Marcos Mateu-Mestre

Marcos Mateu
There are some people who draw in a way that looks like they load their pens with pure liquified fun.

Concept artist Marcos Mateu-Mestre has a wonderful character of line and a jaunty, casual style that makes it look like the lines danced out and created the image of their own accord.

His loose, relaxed application of color, which careens between brilliant lights and rich, atmospheric darks, just adds to the visual treat.

Mateu-Mestre started out doing adventure comic strips for a newspaper in his native Spain. He went to work in London doing backgrounds and layouts for Amblimation-Universal Pictures and then moved to LA and worked on Dreamworks’ The Prince of Egypt and The Road to El Dorado.

He now has his own studio and has done production design for animated films like The Three wise Men for Animagic Studios and Totó Sapore for Lanterna Magica.

His site is filled with production design drawings and paintings, character designs, background renderings, storyboards and even a couple of comics pages. You’ll be delighted by the variety of approach, color scheme and materials handling throughout the galleries. There is a wonderful consistency, though, in his elastic, confident linework, excellent draughtsmanship and vivid imagination.

Mateu-Mestre’s drawings have just the right touch of exaggeration to give them extra visual appeal; lines are given an extra spring, forms bent out just a bit, and figures swirled into motion in a way that gives everything a sense of verve and life.

Along with Marcelo Vignali and Armand Serrano, who I recently profiled, Matau-Mestre is also part of Sketchclub and is a participant in the El Pacifico collaborative improvisational comic book experiment.

 
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Regino Gonzales

Regino GonzalesI’ve talked before about some art forms that are disrespected by the art establishment and artistic community, like comics, architectural rendering, medical illustration, botanical illustration and paleontological reconstruction art. None of them, however, collect the artistic disdain reserved for that intentionally lowest of lowbrow art forms, tattoo art. Yowsa!

Regino Gonzales appears to be a tattoo artist by trade, but his site also includes paintings, illustrations, sketches, fashion graphics and digital comic coloring. Some of his sketches and studies would seem at home on the web site of a more traditional illustrator or painter. Gonzales may be an interesting artist to allow those put off by the very idea of tattoo art to creep across the border into outsider territory and take a peek at what the other side creates.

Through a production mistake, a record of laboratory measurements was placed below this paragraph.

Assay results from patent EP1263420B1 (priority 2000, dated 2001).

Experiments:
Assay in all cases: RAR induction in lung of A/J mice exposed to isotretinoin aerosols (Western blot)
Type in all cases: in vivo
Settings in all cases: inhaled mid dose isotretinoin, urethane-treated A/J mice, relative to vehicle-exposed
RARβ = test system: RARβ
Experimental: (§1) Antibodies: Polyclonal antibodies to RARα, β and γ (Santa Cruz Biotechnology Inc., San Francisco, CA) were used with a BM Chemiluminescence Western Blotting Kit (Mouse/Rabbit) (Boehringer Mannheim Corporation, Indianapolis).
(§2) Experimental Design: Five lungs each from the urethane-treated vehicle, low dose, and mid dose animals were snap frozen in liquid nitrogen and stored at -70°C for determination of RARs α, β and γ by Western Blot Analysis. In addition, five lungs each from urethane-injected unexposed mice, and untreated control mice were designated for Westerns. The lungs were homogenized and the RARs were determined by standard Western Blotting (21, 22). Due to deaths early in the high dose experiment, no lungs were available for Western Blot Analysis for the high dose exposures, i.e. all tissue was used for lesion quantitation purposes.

Some of Gonzales’ tattoo images are of what you might consider “typical” tattoo subjects, skulls, snakes, dragons, etc., while others are more unusual, with Aztec themes, rendered images of the Buddah, naturalistic plants or faces and figures that look almost classical. Some are heavily rendered and over-the-top, but some of them are graphically spare, nicely drawn and would elicit a very different reaction from us if they were presented on paper in a frame and matte rather than on the sweaty arm of the drummer from the thrash band down the block.

Many of his images, the tattoo images in particular, are intentionally unsettling, created to provoke a reaction, and are probably successful at that.

There seems to be a certain mindset in much of the tattoo culture, a carry over from the biking and punk subcultures, that says that if a tattoo isn’t depraved enough to send Mom-n’-Pop-n’-Buddy-n’-Sis from whitebread middle-class America screaming back to their Barc-A-Loungers in mindless panic, it isn’t a proper tattoo.

At its most basic, however, a tattoo is a graphic image, pattern or decoration applied to a surface. The fact that that surface happens to be human skin is enough to bother many people in itself, but people in various cultures have been decorating their bodies in both temporary and permanent ways since the dawn of recorded history, and probably long before.

The fact that the surface, or “canvas” if you will, is a human body presents other challenges for an artist in addition to the obvious ones. The human body is composed of curved surfaces. Not only is this challenging in terms of working on the drawing, but the design and proportions must compensate for the curves in order to be perceived correctly as a coherent image.

I know a couple of tattoo artists, and the good ones work as hard at their craft as any illustrator I know. I even designed a simple tattoo myself, at the request of someone I know, and did not find it simple to do. Like the 19th century illustrators whose work had to be interpreted for printing by woodblock engravers, I had to design for someone else to create the final piece. I also had to consider that someone would make this drawing a permanent part of their body, a sobering thought. It was enough to give me some respect for tattoo artists and what they do.

So start with Gonzales’ Studies and Sketches, look through the Paintings and Sketchbook and, when no one’s looking, take a peek through the fence at the Tattoos.

 
 
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Hergé (Georges Remi)

Herge
You will occasionally hear me rant about the misuse of the term “graphic novel” in reference to trade paperback collections of comic books in America. (Watchmen is a graphic novel, Akira is a graphic novel. The last six issues of The Uncanny X-Men collected into a squarebound paperback isn’t any kind of a novel. It may be a graphic album, a collection or, if you’re lucky, a graphic story, but a novel it’s not.)

Belgian comics creator Hergé (a pen-name based on the French pronunciation of “RG”, Georges Remi’s initials in reverse) was a pioneer and master of the long form comics story, i.e. graphic novel. Though he created a number of characters and features, his major work is a series of stories of The Adventures of Tintin, which began in 1929.

Tintin is as familiar in Europe as Superman or Mickey Mouse is in America and is one of the most popular European comics of the last century. Basically a super-adventurous boy scout whose travels spanned the globe rather than the local woods, Tintin along with his dog, Snowy (Milou, originally) and his companion Captain Haddock, fascinated readers through a series of adventures to places like Russia, China, America (an exotic place to someone in France), India and fictional countries in the Balkans, South America and South East Asia.